We have recently studied the equation of state near the three-dimensional density-driven Mott transition [8, 13]. In this Letter, we focus on the interaction-driven Mott transition in a two-dimensional Bose gas. First, we review the critical behavior at the Mott transition in the Bose-Hubbard model, distinguishing between the generic QCP (density-driven transition) and the quantum multicritical point (QMCP) where the transition occurs at fixed density. In both cases, we write the equation of state using a universal scaling function and a small number of nonuniversal parameters whose value depends on the microscopic parameters of the Bose-Hubbard model. We then discuss in more detail the equation of state in the vicinity a QMCP using a nonperturbative renormalization-group (NPRG) approach. In particular, we show that the scaling function is similar to the one that was recently obtained within the two-dimensional quantum O(2) model [14]. We conclude with a discussion of the experimental observation of quantum XY criticality in a two-dimensional Bose gas in an optical lattice.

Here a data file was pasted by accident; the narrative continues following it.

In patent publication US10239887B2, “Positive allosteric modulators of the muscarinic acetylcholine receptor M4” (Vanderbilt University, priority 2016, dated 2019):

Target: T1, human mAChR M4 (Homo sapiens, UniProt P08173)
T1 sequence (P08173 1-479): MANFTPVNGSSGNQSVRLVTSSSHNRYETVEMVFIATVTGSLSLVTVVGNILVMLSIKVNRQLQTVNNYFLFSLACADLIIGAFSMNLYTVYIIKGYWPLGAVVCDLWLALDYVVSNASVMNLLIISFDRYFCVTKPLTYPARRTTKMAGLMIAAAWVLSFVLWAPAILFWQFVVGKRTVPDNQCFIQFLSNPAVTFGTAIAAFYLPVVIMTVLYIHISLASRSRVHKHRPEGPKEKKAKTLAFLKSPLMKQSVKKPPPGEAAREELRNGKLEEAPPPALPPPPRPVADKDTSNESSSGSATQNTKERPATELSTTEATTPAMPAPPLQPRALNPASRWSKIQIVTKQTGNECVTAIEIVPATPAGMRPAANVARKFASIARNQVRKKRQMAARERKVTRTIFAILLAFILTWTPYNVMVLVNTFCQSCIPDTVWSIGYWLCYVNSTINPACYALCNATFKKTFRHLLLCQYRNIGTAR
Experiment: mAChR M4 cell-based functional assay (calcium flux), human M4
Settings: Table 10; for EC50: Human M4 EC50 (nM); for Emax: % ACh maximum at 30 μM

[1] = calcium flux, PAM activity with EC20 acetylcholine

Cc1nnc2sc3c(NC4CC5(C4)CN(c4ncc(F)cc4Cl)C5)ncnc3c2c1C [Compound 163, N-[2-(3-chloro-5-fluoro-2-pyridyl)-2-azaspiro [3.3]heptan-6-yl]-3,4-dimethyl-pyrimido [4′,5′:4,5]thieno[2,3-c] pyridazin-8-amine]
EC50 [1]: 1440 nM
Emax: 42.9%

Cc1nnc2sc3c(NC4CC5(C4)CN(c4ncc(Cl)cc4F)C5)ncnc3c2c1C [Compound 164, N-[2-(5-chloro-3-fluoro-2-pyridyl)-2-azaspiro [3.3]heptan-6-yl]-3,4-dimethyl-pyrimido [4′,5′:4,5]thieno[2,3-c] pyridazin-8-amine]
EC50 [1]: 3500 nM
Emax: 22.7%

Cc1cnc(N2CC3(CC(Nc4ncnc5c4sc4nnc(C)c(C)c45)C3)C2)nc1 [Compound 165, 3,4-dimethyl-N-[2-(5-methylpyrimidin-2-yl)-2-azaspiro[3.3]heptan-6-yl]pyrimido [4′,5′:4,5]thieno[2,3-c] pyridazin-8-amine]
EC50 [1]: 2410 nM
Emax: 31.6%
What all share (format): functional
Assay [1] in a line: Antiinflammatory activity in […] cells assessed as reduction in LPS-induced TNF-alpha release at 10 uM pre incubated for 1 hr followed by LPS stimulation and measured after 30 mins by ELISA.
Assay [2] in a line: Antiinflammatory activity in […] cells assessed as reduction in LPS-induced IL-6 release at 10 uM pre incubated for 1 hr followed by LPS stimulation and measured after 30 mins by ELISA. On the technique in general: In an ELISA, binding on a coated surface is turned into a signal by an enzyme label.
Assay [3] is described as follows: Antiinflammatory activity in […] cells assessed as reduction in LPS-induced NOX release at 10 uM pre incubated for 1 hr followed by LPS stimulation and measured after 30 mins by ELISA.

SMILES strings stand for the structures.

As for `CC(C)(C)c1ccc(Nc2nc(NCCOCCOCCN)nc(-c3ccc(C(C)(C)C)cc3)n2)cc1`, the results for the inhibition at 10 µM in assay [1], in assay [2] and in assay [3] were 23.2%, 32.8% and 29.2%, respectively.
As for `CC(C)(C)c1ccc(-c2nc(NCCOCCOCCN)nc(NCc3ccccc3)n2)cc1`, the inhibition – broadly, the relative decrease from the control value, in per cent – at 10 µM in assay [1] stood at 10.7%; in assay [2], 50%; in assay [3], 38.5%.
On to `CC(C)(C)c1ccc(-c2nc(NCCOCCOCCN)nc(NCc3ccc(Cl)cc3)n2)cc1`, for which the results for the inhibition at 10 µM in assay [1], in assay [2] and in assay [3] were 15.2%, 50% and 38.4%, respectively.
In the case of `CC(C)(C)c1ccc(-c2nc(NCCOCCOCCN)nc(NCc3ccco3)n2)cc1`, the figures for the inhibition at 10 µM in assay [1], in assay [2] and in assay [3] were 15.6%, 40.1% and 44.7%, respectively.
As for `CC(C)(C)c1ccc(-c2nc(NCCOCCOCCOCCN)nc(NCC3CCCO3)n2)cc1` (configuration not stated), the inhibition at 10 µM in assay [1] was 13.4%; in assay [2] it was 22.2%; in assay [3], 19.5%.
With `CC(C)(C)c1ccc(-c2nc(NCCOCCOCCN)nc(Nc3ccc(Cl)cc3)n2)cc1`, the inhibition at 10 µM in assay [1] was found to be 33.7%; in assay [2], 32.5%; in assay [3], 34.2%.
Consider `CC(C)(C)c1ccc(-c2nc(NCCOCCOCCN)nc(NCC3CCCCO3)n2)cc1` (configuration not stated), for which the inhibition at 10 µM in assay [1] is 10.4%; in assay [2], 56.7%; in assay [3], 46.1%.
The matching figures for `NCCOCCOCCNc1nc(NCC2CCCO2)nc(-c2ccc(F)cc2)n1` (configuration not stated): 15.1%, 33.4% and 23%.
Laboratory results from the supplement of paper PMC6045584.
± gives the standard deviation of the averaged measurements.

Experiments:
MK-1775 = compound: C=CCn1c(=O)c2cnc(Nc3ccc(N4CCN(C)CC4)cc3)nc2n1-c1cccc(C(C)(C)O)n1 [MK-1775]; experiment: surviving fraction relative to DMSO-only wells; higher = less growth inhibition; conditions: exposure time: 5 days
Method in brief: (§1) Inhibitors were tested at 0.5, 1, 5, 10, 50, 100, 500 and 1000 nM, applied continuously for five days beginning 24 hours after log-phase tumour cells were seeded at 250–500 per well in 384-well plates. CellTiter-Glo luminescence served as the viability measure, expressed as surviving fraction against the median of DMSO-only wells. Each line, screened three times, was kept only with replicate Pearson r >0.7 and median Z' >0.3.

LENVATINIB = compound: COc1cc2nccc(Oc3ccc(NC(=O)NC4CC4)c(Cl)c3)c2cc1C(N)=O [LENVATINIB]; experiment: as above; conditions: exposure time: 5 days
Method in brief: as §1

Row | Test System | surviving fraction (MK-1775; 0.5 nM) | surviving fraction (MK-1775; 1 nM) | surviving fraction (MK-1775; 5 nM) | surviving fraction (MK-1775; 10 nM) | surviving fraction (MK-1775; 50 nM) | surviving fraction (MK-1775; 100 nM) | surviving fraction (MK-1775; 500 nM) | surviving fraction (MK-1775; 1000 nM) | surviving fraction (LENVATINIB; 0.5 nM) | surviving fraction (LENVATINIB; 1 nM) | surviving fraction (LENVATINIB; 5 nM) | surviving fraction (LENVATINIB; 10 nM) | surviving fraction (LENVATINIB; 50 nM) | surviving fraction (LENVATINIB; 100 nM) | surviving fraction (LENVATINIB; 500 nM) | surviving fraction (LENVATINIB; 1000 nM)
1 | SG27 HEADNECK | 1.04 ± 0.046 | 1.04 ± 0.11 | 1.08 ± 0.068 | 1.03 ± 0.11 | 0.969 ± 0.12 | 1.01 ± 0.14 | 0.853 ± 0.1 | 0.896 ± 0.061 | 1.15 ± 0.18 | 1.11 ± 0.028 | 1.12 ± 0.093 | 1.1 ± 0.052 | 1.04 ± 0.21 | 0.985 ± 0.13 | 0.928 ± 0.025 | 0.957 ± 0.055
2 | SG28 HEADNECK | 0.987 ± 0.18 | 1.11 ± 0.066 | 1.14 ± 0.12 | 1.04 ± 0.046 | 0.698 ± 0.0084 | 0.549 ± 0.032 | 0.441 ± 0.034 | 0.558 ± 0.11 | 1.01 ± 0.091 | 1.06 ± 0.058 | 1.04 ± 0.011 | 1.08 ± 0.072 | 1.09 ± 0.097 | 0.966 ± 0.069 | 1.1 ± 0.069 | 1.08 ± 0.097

## Critical behavior at the Mott transition

The -dimensional Bose-Hubbard model [12] is defined by the (Euclidean) action

(0) |

where is a complex field and an imaginary time with the inverse temperature. denotes the sites of the lattice which is assumed hypercubic, the on-site repulsion, and the hopping amplitude between nearest-neighbor sites . We set and denote by the lattice spacing.